Before the advent of plastic football helmets, many football players wore leather helmets. It’s no coincidence that the earliest football helmet looked more like a padded aviator cap than the high-tech crash-tested helmet used by today’s players. The invention of the leather helmet most likely dates back to 1893, when Admiral Joseph Mason Reeve (the father of the modern aircraft carrier) had been kicked and hit in the head so many times in the Army-Navy game that his doctor warned him that another hard impact would lead to “instant insanity”.
Early football “helmets” were very crude and had several design challenges. They lacked proper ventilation making them very uncomfortable to wear. Ear flaps also made it difficult for players to hear. Even with the innovation of hard leather in the early 1900s, these helmets offered insufficient head protection. The final notable flaw is that they lacked facemasks. As a result, injuries were very common.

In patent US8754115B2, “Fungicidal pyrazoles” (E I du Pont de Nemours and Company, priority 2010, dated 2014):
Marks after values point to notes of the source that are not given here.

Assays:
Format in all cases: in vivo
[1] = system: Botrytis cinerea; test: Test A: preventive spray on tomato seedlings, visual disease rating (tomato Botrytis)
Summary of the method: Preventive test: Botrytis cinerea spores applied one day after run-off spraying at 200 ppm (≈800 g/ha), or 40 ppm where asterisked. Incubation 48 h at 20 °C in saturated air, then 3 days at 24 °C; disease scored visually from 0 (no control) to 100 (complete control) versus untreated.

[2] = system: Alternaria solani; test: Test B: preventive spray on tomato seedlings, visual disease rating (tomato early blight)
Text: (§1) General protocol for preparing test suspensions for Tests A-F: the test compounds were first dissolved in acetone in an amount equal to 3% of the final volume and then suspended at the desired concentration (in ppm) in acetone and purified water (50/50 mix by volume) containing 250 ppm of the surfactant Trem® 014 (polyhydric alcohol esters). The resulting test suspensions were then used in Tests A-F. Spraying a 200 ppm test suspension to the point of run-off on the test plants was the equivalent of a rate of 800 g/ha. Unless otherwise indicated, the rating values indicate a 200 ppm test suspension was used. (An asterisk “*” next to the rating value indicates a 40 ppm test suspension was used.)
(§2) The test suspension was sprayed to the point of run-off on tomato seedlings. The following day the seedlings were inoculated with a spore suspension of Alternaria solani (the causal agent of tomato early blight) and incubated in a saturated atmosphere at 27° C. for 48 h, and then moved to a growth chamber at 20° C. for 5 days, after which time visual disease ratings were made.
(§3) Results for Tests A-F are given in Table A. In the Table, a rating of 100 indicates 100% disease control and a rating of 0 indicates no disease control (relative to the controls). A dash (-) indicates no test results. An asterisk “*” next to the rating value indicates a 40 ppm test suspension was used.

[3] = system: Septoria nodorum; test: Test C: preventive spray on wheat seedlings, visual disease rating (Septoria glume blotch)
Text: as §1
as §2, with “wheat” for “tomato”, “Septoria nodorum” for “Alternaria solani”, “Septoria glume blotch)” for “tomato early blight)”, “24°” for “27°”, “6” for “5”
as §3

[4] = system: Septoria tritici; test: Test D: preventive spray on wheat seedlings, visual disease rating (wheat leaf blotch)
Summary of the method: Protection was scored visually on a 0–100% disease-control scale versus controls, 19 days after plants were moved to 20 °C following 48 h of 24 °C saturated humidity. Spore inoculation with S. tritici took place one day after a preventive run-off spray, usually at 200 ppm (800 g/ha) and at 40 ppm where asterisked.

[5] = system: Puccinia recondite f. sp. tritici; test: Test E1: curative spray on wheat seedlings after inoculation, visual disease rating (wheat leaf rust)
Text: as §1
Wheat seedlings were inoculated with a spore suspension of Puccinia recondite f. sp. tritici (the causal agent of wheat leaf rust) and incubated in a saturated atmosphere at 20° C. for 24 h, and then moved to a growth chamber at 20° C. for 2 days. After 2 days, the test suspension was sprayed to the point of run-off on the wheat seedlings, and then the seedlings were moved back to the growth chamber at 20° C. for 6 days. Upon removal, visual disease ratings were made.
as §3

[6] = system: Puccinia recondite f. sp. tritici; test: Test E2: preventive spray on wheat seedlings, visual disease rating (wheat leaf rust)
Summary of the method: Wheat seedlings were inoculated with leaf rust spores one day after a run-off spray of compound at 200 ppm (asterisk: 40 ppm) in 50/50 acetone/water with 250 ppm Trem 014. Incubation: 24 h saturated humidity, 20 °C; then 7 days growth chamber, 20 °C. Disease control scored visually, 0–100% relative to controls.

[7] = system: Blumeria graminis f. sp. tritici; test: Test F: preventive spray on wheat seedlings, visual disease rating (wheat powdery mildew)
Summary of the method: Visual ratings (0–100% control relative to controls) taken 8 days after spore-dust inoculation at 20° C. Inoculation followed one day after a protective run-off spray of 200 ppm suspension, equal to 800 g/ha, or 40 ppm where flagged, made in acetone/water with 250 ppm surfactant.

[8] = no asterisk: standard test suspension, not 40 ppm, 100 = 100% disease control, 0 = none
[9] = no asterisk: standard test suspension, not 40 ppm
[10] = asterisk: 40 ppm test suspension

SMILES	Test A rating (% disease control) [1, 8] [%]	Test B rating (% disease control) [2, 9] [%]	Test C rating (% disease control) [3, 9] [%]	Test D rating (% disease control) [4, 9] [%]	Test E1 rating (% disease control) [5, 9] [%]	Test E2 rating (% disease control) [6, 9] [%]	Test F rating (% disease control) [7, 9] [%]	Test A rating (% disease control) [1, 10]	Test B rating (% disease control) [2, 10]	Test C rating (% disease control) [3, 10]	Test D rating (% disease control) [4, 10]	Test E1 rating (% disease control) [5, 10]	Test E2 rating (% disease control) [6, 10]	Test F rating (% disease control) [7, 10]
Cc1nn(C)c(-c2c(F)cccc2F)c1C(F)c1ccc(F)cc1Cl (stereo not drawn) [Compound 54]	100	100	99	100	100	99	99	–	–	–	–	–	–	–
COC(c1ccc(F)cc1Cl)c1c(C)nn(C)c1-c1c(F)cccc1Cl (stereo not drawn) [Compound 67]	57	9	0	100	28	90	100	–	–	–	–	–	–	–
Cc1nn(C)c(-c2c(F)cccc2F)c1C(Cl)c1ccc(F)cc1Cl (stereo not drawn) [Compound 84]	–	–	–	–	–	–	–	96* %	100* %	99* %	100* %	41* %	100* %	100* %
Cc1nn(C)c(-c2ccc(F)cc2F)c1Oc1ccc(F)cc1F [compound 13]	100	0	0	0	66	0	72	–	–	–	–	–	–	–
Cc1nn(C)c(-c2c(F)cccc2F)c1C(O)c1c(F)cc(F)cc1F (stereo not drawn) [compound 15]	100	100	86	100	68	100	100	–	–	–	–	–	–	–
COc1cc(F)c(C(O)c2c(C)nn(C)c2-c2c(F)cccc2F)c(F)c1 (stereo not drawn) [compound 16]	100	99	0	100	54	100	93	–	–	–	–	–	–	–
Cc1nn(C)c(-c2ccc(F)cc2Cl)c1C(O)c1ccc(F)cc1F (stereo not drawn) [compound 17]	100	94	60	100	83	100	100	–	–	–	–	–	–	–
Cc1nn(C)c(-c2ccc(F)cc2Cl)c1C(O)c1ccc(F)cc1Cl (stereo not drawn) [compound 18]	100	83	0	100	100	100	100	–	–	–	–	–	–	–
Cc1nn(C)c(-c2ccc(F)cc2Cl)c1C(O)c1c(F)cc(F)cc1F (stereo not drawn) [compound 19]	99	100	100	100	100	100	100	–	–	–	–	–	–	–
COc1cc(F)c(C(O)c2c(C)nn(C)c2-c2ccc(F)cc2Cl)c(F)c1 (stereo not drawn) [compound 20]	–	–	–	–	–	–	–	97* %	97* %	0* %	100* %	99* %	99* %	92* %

In 1939, the Riddell Company of Chicago, Illinois started manufacturing plastic helmets because it felt that plastic helmets would be safer than those made of leather. This innovation was quickly adopted. But it was not until 1943 that football helmets were deemed mandatory for the first time.